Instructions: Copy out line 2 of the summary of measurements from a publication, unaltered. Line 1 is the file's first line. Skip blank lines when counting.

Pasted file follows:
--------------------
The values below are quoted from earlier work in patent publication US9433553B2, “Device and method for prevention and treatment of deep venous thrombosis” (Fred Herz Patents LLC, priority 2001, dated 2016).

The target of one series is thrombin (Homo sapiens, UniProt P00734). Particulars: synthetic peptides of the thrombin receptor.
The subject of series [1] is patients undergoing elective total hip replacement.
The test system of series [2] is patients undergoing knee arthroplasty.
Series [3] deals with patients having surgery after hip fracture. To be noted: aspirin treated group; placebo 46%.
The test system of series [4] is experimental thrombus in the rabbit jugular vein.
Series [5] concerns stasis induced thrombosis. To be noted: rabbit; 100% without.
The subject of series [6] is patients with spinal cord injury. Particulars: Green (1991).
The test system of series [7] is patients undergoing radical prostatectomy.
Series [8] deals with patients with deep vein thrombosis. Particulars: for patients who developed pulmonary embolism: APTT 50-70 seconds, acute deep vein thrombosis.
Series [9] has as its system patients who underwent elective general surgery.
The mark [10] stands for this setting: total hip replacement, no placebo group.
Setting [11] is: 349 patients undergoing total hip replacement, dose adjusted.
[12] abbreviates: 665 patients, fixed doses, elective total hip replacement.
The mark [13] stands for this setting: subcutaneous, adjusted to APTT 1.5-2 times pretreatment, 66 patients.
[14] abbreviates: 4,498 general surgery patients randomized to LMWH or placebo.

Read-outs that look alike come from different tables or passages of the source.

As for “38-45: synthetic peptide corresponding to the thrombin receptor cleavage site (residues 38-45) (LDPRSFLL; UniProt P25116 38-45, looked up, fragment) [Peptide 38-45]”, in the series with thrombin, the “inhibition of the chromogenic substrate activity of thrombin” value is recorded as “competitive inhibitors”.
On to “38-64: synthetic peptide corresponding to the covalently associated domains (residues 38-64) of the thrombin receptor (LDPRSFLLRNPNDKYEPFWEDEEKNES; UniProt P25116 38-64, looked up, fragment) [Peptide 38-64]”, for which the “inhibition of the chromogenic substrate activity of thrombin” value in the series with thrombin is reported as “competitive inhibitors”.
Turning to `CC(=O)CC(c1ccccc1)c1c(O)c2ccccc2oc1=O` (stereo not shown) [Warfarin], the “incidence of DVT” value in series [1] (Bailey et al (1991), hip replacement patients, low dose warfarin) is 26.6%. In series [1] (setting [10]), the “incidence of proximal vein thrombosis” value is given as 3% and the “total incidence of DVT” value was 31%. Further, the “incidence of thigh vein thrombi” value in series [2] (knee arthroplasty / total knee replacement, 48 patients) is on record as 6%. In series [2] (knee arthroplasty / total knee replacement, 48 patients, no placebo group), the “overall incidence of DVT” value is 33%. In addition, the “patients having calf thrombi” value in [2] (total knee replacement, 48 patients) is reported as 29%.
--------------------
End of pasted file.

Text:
The target of one series is thrombin (Homo sapiens, UniProt P00734). Particulars: synthetic peptides of the thrombin receptor.